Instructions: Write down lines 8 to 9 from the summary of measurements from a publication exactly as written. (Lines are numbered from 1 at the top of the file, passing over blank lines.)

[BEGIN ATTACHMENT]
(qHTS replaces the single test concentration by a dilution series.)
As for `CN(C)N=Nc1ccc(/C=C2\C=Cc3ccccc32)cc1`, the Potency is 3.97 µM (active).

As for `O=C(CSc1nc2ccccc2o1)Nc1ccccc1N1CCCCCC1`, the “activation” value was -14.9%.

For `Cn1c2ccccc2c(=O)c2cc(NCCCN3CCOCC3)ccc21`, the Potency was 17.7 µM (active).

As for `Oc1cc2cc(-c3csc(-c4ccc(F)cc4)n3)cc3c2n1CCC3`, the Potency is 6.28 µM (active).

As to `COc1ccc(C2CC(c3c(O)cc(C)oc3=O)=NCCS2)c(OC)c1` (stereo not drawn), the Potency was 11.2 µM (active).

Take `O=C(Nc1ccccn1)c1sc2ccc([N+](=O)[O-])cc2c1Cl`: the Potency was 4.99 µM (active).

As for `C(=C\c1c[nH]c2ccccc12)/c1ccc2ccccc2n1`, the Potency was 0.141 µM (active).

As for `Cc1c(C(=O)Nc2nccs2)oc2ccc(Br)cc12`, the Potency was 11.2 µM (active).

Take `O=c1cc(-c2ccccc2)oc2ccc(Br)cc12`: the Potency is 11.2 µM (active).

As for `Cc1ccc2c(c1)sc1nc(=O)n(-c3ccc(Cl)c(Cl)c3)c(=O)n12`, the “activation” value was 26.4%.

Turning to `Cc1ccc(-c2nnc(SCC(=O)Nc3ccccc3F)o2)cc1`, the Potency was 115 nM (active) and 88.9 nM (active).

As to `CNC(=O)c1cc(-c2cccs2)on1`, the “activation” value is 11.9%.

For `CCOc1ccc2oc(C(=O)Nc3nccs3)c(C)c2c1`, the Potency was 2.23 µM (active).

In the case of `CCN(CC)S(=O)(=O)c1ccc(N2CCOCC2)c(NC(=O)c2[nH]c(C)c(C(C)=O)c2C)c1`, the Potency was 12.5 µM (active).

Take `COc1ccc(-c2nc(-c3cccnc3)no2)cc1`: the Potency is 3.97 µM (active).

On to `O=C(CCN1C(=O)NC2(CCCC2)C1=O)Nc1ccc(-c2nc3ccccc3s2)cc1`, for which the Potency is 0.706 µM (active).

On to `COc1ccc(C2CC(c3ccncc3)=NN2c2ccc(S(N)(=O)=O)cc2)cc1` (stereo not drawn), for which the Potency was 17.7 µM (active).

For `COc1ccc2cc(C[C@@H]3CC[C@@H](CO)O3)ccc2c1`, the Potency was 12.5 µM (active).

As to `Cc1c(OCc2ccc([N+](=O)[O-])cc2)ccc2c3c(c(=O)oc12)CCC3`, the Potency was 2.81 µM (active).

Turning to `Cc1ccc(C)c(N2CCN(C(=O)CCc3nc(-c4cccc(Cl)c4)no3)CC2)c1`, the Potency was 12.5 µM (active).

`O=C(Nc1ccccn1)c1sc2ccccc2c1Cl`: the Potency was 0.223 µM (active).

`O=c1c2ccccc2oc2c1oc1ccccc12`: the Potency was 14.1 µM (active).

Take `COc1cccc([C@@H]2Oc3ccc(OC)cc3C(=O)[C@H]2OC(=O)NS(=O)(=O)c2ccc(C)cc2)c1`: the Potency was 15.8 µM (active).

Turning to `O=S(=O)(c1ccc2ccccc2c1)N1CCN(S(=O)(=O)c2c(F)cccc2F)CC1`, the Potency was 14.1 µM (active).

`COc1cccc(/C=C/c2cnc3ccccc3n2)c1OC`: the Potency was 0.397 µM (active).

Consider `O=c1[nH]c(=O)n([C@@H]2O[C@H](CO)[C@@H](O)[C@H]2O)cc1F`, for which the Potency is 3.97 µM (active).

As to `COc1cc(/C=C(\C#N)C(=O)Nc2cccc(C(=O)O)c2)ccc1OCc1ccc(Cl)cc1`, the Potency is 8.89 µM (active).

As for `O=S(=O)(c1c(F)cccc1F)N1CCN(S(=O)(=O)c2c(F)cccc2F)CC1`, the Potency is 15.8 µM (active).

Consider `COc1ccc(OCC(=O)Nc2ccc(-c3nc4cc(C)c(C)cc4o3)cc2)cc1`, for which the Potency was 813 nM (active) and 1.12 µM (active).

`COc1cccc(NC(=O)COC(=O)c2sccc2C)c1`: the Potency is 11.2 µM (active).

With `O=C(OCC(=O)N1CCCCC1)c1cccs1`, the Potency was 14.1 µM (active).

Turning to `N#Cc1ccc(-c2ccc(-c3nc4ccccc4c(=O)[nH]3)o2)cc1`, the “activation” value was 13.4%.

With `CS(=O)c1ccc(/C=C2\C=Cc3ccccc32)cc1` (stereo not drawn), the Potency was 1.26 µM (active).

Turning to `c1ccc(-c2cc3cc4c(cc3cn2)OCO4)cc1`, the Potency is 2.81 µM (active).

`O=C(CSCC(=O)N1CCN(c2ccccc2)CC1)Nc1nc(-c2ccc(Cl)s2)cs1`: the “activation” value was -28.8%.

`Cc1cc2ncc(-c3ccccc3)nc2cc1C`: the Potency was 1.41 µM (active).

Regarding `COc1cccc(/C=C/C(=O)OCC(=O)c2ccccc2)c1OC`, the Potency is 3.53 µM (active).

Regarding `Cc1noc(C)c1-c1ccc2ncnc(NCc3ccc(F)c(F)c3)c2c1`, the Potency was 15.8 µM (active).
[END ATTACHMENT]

As for `C(=C\c1c[nH]c2ccccc12)/c1ccc2ccccc2n1`, the Potency was 0.141 µM (active).

As for `Cc1c(C(=O)Nc2nccs2)oc2ccc(Br)cc12`, the Potency was 11.2 µM (active).